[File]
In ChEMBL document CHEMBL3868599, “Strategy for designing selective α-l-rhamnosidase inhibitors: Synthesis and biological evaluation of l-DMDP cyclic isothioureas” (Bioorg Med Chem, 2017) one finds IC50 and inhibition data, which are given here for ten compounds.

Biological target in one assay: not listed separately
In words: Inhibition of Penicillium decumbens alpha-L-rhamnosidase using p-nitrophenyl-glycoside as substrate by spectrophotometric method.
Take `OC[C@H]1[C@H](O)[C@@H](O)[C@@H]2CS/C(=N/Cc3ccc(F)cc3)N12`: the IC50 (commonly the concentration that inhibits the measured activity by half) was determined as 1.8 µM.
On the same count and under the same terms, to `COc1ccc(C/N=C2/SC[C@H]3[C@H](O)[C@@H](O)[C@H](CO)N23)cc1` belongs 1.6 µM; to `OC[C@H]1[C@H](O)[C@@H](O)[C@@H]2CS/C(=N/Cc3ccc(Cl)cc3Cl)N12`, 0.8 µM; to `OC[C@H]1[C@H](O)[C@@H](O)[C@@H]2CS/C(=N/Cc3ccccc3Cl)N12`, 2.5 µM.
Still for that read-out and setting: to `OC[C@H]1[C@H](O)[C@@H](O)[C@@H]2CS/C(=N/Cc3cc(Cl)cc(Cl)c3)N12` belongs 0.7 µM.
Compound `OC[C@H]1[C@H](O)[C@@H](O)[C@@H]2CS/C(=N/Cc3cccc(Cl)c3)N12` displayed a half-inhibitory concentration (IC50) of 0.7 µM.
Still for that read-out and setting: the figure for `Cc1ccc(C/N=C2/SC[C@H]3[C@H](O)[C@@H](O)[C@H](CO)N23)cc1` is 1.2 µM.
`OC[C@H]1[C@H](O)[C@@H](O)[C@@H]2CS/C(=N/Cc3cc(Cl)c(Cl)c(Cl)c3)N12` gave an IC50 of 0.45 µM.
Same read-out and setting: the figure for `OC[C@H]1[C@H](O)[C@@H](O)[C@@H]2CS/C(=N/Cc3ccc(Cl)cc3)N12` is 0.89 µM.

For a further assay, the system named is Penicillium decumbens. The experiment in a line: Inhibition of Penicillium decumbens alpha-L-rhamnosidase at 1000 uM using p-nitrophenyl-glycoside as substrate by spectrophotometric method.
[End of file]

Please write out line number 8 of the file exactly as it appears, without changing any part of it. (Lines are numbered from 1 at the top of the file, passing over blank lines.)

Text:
Still for that read-out and setting: the figure for `Cc1ccc(C/N=C2/SC[C@H]3[C@H](O)[C@@H](O)[C@H](CO)N23)cc1` is 1.2 µM.